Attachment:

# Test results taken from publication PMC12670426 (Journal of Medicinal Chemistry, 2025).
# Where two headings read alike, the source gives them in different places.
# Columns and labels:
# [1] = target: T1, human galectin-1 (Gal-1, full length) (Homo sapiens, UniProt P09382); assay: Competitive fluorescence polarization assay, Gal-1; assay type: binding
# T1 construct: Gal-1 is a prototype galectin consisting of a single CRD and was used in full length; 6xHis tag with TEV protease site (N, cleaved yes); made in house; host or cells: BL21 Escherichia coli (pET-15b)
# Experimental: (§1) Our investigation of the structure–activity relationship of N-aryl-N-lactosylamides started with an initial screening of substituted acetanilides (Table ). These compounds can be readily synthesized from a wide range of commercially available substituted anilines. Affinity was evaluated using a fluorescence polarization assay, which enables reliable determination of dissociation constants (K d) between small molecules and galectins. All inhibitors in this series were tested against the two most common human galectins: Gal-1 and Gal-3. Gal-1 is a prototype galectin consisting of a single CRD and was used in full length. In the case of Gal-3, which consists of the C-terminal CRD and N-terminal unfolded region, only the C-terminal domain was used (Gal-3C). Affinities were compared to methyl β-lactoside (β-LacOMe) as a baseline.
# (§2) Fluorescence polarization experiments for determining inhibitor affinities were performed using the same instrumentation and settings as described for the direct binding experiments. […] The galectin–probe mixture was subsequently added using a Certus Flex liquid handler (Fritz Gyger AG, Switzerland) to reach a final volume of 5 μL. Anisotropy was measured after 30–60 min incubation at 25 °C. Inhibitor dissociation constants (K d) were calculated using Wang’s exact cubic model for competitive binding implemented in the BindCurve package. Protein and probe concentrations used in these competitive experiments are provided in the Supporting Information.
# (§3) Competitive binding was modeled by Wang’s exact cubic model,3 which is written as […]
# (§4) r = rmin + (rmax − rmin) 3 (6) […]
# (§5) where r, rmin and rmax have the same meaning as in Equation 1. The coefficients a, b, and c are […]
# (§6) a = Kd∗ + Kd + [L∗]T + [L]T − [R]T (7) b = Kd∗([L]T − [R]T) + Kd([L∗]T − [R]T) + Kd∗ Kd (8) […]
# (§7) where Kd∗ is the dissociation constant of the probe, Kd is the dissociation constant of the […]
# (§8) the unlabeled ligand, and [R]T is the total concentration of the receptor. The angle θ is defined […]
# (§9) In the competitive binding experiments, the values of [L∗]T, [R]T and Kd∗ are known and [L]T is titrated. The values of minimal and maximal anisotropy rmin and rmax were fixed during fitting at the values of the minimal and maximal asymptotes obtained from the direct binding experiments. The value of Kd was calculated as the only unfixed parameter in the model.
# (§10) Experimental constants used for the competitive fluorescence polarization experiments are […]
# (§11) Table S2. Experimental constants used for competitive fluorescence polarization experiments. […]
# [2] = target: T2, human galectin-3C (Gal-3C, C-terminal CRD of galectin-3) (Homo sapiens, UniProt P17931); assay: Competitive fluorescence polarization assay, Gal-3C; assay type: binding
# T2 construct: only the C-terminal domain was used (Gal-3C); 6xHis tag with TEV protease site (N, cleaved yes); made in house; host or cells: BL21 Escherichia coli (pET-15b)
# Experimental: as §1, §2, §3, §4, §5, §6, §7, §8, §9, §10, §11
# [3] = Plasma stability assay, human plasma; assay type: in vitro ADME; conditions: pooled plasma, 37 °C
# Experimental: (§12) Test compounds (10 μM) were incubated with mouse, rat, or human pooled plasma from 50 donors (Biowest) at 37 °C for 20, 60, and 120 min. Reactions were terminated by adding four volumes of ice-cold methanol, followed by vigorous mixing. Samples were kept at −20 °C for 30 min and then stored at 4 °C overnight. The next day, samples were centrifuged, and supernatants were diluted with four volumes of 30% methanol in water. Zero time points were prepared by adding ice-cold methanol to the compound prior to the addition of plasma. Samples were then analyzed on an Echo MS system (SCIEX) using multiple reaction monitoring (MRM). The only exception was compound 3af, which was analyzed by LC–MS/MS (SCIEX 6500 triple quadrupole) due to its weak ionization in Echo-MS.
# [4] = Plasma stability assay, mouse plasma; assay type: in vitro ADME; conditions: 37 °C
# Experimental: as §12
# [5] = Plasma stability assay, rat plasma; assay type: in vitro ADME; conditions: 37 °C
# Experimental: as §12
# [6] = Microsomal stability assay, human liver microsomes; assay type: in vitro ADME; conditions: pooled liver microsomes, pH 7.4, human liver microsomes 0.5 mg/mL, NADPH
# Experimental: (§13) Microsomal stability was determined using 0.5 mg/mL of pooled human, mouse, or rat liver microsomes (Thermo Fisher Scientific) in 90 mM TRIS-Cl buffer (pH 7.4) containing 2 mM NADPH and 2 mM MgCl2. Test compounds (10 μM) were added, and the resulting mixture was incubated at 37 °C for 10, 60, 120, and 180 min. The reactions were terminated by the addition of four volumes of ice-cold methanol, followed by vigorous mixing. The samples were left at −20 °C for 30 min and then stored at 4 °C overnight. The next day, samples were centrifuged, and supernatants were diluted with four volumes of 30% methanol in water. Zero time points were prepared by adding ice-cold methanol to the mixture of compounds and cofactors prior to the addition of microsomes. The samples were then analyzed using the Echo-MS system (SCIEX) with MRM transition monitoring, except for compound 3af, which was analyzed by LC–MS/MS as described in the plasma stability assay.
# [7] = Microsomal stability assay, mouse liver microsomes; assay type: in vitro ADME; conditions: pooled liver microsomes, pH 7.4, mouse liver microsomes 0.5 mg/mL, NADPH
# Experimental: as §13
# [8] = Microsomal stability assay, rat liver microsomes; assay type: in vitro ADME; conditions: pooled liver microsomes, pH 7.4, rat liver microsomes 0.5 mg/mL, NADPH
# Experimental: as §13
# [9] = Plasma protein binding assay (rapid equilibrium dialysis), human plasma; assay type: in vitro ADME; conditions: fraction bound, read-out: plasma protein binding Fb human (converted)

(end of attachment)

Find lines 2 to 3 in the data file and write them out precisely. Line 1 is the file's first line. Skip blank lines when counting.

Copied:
# Where two headings read alike, the source gives them in different places.
# Columns and labels: